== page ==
Effects of bariatric surgery on inspiratory muscle strength

S. Pouwels*, M. Kools-Aarts, M. Said, J.A.W. Teijink, F.W.J.M. Smeenk, S.W. Nienhuijs

*Corresponding author for this work

Research output: Contribution to journalArticleAcademicpeer-review


Background: The respiratory function is affected by obesity due to an increased deposition of fat on the chest wall. The objective of this study was to investigate the strength of the inspiratory respiratory muscles of obese individuals and the possible influence of bariatric surgery on it by measuring the maximum inspiratory pressure (MIP). Methods: Patients referred to a bariatric centre between the 3rd of October 2011 and the 3rd of May 2012 were screened preoperatively by a multidisciplinary team. Their MIP was measured at screening and 3, 6 and 9 months postoperative. In case of a preoperative MIP lower than 70% of predicted pressure training was provided supervised by a physiotherapist. Results: The mean age of 124 included patients was 42.9 +/- 11.0 years and mean BMI was 43.1 +/- 5.2 kg/m(2). The mean predicted MIP preoperatively was 127 +/- 31 in cm H2O and the mean measured MIP was 102 +/- 24 in cm H2O. Three patients (2.4%) received training. Three months after surgery the MIP was 76 +/- 26 cm H2O, after 6 months 82 +/- 28 cm H2O and after 9 months 86 +/- 28 cm H2O. All postoperative measurements were significant lower than preoperatively (P <0.05). The only influencing factor for the preoperative MIP was age (p = 0.014). Conclusion: The preoperative MIP values were significantly lower than the predicted MIP values, probably due to altered respiratory mechanics.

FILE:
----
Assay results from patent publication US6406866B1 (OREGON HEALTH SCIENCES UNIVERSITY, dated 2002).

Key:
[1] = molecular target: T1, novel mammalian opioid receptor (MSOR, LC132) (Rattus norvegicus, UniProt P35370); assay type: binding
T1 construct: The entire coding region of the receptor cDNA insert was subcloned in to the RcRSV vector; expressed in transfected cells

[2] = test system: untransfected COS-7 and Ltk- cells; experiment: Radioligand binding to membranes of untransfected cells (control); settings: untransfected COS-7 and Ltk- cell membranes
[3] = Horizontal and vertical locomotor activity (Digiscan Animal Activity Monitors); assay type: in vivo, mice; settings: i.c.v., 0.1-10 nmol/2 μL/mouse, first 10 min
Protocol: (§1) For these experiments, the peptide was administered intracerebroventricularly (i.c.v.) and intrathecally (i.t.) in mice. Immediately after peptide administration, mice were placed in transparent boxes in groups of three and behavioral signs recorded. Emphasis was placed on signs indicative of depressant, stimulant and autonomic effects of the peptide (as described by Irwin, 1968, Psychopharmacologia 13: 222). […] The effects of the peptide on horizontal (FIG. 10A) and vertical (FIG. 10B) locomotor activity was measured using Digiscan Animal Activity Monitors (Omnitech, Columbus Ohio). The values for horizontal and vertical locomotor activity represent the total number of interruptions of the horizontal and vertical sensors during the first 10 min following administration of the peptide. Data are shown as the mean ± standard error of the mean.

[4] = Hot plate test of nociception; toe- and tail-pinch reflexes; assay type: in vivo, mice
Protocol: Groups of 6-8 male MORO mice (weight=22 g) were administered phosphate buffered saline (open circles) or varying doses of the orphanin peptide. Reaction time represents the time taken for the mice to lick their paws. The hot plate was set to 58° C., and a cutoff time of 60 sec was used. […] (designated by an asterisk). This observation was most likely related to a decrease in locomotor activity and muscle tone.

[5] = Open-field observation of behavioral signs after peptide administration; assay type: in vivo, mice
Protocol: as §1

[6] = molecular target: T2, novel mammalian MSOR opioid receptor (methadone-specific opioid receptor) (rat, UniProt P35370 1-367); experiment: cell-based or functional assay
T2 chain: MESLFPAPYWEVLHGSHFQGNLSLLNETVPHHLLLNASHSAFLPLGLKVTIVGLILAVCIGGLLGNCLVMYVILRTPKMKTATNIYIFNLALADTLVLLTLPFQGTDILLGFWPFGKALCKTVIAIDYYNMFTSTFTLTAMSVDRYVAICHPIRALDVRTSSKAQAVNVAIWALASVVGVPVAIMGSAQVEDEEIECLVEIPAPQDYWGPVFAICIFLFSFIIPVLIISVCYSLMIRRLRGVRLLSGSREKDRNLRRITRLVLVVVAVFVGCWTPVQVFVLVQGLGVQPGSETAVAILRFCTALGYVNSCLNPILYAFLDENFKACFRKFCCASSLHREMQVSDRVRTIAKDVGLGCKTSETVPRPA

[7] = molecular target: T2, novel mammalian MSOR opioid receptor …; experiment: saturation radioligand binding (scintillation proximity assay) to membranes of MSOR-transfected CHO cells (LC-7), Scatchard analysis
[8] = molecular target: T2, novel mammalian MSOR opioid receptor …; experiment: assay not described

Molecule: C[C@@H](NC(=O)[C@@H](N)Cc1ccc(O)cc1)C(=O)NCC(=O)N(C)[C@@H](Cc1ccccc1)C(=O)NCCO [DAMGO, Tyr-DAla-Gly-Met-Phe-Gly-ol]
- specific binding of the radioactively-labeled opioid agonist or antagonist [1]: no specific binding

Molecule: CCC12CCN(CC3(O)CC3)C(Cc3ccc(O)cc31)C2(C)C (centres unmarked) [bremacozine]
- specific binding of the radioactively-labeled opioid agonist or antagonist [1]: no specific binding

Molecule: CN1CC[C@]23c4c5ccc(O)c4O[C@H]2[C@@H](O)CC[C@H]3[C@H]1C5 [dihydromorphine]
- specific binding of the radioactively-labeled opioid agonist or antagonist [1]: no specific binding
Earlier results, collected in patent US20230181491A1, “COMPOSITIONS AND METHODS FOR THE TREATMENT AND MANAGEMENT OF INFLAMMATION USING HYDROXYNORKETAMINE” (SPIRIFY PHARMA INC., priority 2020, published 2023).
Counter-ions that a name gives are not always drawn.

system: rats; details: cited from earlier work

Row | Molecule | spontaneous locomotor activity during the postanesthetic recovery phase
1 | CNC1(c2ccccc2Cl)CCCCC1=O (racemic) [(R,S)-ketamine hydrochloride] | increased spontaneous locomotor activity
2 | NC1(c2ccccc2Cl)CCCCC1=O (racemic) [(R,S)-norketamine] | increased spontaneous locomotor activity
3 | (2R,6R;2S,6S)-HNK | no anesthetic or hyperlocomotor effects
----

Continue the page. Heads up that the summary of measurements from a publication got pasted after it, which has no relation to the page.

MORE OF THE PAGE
Original languageEnglish
Article number322
Publication statusPublished - 1 Jan 2015

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